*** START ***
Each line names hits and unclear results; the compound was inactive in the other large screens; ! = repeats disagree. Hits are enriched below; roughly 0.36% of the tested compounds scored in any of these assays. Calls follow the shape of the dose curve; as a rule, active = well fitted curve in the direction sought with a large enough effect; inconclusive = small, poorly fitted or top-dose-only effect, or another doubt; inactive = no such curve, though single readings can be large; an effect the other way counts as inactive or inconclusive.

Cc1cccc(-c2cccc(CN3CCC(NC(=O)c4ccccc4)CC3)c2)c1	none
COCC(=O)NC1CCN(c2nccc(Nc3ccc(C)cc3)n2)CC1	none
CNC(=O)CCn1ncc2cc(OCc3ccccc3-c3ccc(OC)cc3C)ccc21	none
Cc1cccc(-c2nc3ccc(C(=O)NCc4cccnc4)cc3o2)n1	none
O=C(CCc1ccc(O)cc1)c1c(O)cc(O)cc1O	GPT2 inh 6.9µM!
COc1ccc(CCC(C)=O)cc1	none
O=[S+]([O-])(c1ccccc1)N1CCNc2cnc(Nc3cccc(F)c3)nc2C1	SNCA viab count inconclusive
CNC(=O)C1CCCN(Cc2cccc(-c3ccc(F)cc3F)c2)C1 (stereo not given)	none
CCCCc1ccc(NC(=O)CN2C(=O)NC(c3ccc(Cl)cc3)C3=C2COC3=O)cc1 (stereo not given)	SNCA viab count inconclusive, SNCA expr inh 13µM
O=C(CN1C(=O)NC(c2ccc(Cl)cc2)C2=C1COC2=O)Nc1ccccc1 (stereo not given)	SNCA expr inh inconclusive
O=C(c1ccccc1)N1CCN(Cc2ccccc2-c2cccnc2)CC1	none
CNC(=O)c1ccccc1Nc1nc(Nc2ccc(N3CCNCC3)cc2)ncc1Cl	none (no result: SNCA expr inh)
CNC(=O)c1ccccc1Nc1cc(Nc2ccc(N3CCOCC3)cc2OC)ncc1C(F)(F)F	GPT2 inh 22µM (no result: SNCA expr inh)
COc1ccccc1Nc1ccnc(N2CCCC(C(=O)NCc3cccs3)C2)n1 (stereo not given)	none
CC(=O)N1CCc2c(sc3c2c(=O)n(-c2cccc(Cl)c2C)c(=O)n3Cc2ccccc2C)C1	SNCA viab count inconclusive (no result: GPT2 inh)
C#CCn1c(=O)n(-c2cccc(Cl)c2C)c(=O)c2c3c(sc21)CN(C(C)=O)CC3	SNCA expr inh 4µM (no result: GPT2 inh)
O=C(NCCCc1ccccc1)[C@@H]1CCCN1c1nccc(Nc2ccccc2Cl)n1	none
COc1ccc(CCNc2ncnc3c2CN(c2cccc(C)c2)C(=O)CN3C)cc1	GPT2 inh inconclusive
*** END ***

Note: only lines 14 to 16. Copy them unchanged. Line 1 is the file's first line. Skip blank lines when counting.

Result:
CNC(=O)c1ccccc1Nc1cc(Nc2ccc(N3CCOCC3)cc2OC)ncc1C(F)(F)F	GPT2 inh 22µM (no result: SNCA expr inh)
COc1ccccc1Nc1ccnc(N2CCCC(C(=O)NCc3cccs3)C2)n1 (stereo not given)	none
CC(=O)N1CCc2c(sc3c2c(=O)n(-c2cccc(Cl)c2C)c(=O)n3Cc2ccccc2C)C1	SNCA viab count inconclusive (no result: GPT2 inh)